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    On a 53 MY or 58 YF, the genny should slide up the steps and then go out the aft deck doors. Plenty wide. I don’t see why you d have to get it out thru a window.
  14. Capt J

    Capt J Senior Member

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    We didn't have the height with the NL to make the turn to go down the steps. I didn't install it, the boat yard did, I just watched.
  15. rtrafford

    rtrafford Senior Member

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    Look, If the heat exchanger is the access portal for salt water, there's a range that the seizure is mild. Lugger is a sleeved engine. The injectors are looking at you, right in the face. Hell, pull the injectors and pour in some Marvelous. Let it sit for 24 hours, lay a heating pad onto the head, and come back the next day and try to turn her over again. If she moves she can be torn down where she sits and rebuilt in a couple of days. If that all works out, you can rebuild the genny AND add an inverter for the price of a new genny.

    If the owner isn't a wrench guy, I'm sure there's help close by that can lead him to a point where more information can provide a more certain path forward.
  16. rtrafford

    rtrafford Senior Member

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    Yes, and you can disconnect the generator from the motor to lighten the load and shrink the dimensions. That galley can quickly become a pretty nice workshop, too.
  17. v10builder1

    v10builder1 Senior Member

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    When rtrafford said repair the genny and add an inverter/charger - got me to thinking. Check out a 12 kW inverter/charger and a small capacity lithium technology dedicated battery set (easy to find room for). My inverter/charger (Outback brand - brand used by Nordhavn) has automatic shore power switching and generator control/interfacing/relay (boat never had a generator). What I like is automatic operation - all I do is plug/unplug the shore power - the inverter/charger takes care of the rest. When in inverter mode (disconnected from shore power) the inverter/charger looks at the battery set state of charge and would automatically start the generator to take the load and recharge the battery set, and then shut down the generator when finished/unloaded/recharged if I had a generator.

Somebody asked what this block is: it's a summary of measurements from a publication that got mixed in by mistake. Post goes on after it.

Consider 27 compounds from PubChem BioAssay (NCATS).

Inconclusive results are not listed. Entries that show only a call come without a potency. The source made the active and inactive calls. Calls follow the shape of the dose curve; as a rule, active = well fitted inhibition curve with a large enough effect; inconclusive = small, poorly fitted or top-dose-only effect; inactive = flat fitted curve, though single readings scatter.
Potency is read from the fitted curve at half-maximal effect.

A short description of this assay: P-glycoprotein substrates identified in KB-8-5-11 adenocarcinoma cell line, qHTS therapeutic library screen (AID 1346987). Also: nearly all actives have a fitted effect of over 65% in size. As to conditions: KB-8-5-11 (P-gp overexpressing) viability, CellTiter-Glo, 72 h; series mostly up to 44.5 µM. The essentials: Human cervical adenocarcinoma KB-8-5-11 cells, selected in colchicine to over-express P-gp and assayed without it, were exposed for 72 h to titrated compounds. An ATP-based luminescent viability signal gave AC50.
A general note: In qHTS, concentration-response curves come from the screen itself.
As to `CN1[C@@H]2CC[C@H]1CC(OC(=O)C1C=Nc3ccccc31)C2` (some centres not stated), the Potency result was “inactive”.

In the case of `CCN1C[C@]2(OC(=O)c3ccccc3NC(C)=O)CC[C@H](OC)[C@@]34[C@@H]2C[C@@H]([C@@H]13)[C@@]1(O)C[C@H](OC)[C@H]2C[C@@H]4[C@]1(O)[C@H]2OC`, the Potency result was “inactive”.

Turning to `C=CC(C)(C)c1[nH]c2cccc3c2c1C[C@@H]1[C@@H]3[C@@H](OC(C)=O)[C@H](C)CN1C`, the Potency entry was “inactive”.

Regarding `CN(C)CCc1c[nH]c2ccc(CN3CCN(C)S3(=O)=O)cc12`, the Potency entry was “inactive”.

For you, this would give a completely automatic system, and use the generator only when needed. IMHO, this would not be an overly complicated installation task - all the pieces are standard stuff.

    I understand that the experienced folks posting here have had some problems with inverter/charger reliability and battery lifetimes - true - the marine environment, etc. There have been some major brands that have not been too good, but I read of good service from Magnum, and I have had the Outback 3 kW inverter and the Crown lead acid batteries in service for 7 years. The last year annual load test was 90% of the first. I maintain the batteries (twelve 8 volt golf cart batteries 165AH each) properly, and the recharge current is set a bit lower than maximum. Also, the inverter/charger monitors battery temperature when charging and shuts off at 55% state of charge. In my system, both inverter/charger and the batteries are well removed from the engine space heat/vibration/moisture, which is not always possible.